Chateau Chunder, a new film taking a tongue-in-cheek look at the rise of Australian wine premieres in Australia next week.
‘The message says, Beware’: Chateau Chunder
Chateau Chunder: A Wine Revolution, is the latest in a string of wine films – comedies such as Sideways, true-life fiction like Bottle Shock, documentaries such as Mondovino, A Year in Burgundy and the soon-to-be-released Somm.
‘Chateau Chunder truly opens up the sluices at both ends,’ declares the 1972 Monty Python sketch used to open Stephen Oliver’s new film.
‘There’s a message in the bottle, and the message says beware,’ Python’s Australian Table Wines skit continues.
Yet, according to Oliver, it was complacent winemakers in the stuffy halls of Bordeaux and bedraggled vineyards of Europe that really needed to be wary.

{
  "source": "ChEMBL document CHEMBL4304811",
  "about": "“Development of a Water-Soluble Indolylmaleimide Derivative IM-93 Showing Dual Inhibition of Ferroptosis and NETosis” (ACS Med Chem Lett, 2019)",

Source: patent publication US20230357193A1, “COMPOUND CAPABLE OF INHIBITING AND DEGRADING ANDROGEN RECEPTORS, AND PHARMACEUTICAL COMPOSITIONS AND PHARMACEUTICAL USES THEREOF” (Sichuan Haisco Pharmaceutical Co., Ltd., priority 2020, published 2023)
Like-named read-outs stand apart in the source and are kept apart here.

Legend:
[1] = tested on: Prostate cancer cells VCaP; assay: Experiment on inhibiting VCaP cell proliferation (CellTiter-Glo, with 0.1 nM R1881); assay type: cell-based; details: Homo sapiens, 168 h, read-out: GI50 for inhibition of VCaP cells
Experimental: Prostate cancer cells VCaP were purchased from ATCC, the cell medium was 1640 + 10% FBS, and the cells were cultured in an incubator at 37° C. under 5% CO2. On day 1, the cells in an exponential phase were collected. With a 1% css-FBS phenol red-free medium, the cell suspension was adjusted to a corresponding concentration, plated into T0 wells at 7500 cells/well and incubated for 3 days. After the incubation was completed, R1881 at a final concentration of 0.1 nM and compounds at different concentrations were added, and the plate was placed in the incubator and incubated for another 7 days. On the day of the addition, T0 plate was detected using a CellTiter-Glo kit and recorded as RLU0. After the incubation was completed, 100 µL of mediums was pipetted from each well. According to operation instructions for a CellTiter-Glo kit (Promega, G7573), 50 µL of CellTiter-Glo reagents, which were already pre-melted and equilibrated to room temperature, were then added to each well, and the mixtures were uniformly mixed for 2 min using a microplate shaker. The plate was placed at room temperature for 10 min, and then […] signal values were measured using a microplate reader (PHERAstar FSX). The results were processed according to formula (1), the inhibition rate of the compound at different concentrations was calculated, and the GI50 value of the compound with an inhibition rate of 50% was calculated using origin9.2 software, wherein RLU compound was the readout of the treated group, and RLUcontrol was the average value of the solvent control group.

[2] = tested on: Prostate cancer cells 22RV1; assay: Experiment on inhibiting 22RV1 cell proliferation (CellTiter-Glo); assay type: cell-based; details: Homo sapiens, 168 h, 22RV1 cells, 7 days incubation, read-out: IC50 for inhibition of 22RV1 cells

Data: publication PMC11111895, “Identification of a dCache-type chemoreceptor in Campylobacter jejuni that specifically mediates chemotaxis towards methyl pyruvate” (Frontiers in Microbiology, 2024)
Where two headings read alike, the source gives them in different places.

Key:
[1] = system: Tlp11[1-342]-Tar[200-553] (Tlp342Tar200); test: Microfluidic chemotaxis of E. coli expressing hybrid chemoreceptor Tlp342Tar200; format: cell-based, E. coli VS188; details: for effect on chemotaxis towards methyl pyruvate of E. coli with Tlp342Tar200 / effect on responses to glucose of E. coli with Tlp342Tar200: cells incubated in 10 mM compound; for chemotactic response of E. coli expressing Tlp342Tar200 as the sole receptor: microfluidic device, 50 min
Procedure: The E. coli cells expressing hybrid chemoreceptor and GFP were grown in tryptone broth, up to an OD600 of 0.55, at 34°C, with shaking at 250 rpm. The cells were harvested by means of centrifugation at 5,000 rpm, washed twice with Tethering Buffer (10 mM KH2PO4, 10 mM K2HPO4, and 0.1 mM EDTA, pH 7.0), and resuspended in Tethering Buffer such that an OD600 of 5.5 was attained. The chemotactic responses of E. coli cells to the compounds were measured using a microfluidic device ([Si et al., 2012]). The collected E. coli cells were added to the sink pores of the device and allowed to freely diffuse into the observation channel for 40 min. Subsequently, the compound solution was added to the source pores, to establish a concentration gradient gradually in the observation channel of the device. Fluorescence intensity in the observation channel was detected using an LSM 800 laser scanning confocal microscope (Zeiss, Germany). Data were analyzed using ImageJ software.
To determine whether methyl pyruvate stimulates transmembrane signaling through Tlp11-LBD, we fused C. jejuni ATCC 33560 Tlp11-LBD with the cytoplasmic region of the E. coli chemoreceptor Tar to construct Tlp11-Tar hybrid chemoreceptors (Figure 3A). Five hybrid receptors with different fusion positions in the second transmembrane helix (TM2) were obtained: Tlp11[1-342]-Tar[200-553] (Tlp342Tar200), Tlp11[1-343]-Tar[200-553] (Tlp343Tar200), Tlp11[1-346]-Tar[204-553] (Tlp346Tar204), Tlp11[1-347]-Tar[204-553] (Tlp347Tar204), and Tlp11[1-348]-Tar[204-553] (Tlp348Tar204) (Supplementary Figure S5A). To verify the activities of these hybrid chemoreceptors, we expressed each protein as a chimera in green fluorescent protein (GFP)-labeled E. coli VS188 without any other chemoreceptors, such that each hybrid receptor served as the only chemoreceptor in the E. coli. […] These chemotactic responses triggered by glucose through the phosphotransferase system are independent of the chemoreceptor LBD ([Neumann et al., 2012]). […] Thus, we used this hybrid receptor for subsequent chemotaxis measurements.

Oliver charts the arrival of Australian wine on the global stage, from Python’s ‘Sydney Syrup’ to world-beating Shiraz.
It also shows the fallout elsewhere, in what appear in the trailer to be clips of masked wine militants in southern France cracking open vats of wine.
Although far from new, Languedoc-Roussillon saw a spate of attacks on foreign wine installations in the early part of this century, as Australia overtook France to be the leading wine supplier to the UK.
‘It’s the biggest question in the history of wine,’ says Rebecca Front, of comedy show The Thick of It, in a voiceover during the film’s trailer.
Her voice is followed by appearances from high-profile wine names, including Jancis Robinson MW, Oz Clarke and Robert Joseph. Alongside this, images of blokes downing frothy beers are exchanged for attractive young women sipping wine.
Oliver’s film will be first shown on Australia’s ABC1 channel on 30 October. It is scheduled to be shown on BBC4 in the UK on 13 November.
Written by Chris Mercer